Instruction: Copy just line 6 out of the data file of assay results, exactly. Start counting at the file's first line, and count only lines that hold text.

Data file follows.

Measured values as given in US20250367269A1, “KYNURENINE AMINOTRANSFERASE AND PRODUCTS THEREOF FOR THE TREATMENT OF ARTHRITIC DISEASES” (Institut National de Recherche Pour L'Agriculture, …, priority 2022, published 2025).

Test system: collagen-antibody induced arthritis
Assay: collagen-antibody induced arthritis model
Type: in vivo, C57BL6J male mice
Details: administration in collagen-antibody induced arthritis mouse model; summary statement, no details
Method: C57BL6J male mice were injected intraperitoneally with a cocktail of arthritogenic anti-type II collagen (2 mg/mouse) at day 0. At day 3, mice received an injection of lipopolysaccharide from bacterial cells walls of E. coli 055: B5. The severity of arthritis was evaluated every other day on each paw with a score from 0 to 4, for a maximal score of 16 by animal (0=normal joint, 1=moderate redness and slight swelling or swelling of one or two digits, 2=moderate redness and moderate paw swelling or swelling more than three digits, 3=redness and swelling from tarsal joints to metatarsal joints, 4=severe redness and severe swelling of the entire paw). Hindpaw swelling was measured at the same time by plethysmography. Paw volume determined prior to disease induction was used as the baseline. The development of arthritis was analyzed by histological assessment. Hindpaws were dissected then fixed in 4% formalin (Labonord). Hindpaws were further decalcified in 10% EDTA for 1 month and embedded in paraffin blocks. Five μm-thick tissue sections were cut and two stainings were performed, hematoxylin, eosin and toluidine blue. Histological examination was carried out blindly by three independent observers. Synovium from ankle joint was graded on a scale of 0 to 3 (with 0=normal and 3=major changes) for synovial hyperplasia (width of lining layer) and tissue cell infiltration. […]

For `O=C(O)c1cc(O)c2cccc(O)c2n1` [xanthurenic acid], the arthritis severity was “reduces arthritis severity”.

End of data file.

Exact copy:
Method: C57BL6J male mice were injected intraperitoneally with a cocktail of arthritogenic anti-type II collagen (2 mg/mouse) at day 0. At day 3, mice received an injection of lipopolysaccharide from bacterial cells walls of E. coli 055: B5. The severity of arthritis was evaluated every other day on each paw with a score from 0 to 4, for a maximal score of 16 by animal (0=normal joint, 1=moderate redness and slight swelling or swelling of one or two digits, 2=moderate redness and moderate paw swelling or swelling more than three digits, 3=redness and swelling from tarsal joints to metatarsal joints, 4=severe redness and severe swelling of the entire paw). Hindpaw swelling was measured at the same time by plethysmography. Paw volume determined prior to disease induction was used as the baseline. The development of arthritis was analyzed by histological assessment. Hindpaws were dissected then fixed in 4% formalin (Labonord). Hindpaws were further decalcified in 10% EDTA for 1 month and embedded in paraffin blocks. Five μm-thick tissue sections were cut and two stainings were performed, hematoxylin, eosin and toluidine blue. Histological examination was carried out blindly by three independent observers. Synovium from ankle joint was graded on a scale of 0 to 3 (with 0=normal and 3=major changes) for synovial hyperplasia (width of lining layer) and tissue cell infiltration. […]